Feeds

Windows 8

Apple iOS 7 makes some users literally SICK. As in puking, not upset

Excessive zoom and 3D-effect graphics in Apple's latest iOS is leaving some users reaching for the sick bucket

Windows 8 pricing details announced as preorders begin

Wacky retail packaging revealed

Boost IT visibility and business value

Microsoft revealed full pricing details for Windows 8 on Friday as Redmond and its retail partners began accepting preorders for the new OS, which will begin shipping on October 26.

Starting on Friday, customers can preorder an upgrade edition of Windows 8 Pro for $69.99 in the US or £49.99 in the UK.

That's for the full retail version of the OS, including a box containing DVD installation media. Customers who don't mind burning their own recovery discs – and who don't mind waiting until October 26 to pay – will still be able to use the Windows 8 Upgrade Assistant at Windows.com to download the upgrade.

They'll save some money that way, too. The online upgrade method is going for the discounted rate of $39.99 through January 31, 2013, and it's even cheaper with a PC purchase. Customers who buy a new Windows 7 system between June 2, 2012 and January 31, 2013 will be able upgrade to Windows 8 through the online method for just $14.99 (or £14.99 in the UK).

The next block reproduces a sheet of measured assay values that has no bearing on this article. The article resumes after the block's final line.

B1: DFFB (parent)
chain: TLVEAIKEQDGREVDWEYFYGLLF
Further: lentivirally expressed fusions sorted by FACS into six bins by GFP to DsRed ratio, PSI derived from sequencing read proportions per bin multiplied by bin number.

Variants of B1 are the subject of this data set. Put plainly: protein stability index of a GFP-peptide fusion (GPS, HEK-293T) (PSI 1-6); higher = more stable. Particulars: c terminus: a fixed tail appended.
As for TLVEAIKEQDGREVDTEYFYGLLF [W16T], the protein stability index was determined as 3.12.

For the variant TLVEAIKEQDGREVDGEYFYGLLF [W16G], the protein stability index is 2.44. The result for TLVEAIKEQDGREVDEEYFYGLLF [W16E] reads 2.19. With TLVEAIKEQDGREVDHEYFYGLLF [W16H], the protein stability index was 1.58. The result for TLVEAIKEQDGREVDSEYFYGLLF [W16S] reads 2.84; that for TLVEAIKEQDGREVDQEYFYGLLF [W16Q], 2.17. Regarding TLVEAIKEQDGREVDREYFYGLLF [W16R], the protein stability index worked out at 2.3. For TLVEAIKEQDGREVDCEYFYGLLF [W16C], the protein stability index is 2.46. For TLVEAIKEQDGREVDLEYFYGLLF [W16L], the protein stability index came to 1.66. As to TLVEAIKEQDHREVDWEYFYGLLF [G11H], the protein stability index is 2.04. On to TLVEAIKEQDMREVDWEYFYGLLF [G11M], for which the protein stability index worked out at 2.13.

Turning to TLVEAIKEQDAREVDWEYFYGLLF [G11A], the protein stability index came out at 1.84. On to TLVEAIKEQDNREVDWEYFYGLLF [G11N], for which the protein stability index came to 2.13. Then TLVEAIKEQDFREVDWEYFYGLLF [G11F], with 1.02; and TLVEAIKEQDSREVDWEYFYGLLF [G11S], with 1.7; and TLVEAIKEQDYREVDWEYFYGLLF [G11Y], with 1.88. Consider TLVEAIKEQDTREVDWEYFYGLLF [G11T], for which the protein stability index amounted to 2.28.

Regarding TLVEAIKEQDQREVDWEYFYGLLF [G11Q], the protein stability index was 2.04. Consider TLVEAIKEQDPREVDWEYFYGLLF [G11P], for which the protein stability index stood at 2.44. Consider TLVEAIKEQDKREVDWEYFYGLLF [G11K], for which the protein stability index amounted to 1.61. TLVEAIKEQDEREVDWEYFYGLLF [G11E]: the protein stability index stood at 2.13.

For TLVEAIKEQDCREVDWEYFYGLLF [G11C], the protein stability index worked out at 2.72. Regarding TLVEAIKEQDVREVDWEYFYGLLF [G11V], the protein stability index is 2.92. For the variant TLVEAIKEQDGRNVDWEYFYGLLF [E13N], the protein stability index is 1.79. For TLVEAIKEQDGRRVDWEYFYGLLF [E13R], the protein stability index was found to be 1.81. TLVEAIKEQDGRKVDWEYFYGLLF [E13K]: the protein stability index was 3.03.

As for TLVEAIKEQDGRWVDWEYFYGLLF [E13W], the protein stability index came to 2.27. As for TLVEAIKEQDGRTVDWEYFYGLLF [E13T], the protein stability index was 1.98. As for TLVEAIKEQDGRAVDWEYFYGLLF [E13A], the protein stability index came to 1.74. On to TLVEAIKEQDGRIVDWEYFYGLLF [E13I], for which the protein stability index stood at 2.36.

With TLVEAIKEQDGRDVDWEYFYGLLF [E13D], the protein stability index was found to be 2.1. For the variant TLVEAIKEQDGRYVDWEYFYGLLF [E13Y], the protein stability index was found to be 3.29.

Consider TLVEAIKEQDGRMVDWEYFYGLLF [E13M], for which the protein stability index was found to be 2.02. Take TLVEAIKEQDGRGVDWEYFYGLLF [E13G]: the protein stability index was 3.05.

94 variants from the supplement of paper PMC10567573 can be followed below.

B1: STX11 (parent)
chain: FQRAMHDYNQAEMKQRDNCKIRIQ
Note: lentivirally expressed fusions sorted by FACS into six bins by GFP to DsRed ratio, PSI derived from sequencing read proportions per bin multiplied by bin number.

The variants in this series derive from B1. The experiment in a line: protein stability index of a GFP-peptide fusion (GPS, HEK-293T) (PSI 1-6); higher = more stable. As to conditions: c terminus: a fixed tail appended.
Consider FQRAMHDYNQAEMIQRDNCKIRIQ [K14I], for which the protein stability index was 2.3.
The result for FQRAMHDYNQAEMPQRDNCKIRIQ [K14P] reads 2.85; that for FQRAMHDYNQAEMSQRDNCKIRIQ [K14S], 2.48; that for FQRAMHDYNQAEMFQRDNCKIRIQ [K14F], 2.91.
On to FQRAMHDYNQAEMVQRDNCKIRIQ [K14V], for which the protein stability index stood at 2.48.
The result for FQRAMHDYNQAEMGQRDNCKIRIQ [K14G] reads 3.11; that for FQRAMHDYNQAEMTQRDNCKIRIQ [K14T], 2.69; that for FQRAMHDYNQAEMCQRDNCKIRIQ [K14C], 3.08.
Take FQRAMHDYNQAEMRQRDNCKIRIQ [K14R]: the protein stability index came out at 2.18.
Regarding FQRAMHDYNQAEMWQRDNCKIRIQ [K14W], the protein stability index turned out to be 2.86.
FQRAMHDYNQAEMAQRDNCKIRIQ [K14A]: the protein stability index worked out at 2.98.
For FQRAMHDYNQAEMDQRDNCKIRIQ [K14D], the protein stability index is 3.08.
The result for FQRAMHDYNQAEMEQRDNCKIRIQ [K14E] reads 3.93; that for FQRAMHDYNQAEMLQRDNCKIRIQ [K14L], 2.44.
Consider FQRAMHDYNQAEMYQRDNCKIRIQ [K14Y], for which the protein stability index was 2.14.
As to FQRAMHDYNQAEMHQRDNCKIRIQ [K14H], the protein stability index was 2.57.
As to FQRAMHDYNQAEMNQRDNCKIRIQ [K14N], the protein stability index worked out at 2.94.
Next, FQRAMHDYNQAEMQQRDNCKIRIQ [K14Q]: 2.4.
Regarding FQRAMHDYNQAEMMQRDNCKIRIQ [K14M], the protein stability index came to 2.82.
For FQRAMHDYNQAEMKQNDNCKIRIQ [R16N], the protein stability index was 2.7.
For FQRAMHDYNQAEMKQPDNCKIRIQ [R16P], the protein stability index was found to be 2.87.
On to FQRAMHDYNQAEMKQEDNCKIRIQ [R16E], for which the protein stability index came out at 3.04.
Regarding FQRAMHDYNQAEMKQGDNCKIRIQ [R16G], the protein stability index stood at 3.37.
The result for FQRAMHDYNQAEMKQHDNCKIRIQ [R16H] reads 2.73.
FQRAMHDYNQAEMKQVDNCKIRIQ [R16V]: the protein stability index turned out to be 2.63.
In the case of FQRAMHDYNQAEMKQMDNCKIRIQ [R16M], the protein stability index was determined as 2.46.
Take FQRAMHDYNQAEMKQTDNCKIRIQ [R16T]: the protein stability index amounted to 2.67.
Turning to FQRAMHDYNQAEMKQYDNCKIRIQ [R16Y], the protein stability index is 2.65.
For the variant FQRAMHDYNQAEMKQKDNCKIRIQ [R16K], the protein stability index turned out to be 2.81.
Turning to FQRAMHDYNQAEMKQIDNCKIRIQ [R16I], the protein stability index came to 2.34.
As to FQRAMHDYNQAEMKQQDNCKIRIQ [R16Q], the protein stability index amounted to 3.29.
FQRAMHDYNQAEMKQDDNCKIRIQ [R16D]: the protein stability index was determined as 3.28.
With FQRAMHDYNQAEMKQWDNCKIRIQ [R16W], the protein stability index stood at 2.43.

All told, the online upgrade to Windows 8 will be available in 140 countries, with support for 37 languages and 23 currencies.

Ah, but customers who download the Windows 8 upgrade will miss out on Microsoft's fancy new retail packaging. As it turns out, the swirly box design that leaked earlier this week was just one of five different versions that will grace retail shelves beginning in October.

All five retail box designs for Windows 8

Boxed retail versions of Windows 8 come in five flavors of gobbledygook

In addition to the magenta-blue-green swirl design, there will also be greenish squiggles, bluish blobs, and orange-and-blue splatters to choose from – and they're all for Windows 8 Pro. Microsoft is offering an up-close look at all five selections on its Windows Facebook page.

According to Microsoft's Brandon LeBlanc, the new boxes are also more eco-friendly than they were for previous retail versions of Windows. With the exception of the DVD inside, the Windows 8 boxes are now made entirely from paper-based materials, which LeBlanc says helped reduce Redmond's greenhouse gas emissions by 80 per cent and cut the weight of the packages by 41 per cent, which means they consume less fossil fuel during shipping.

Observant readers will note, however, that so far we've only talked about upgrade versions of Windows. That's because there will be no "full" version of Windows 8 available in retail stores. Microsoft is assuming that most boxed-Windows buyers will already be running an earlier version of Windows, so that's where it's putting its focus for the retail channel.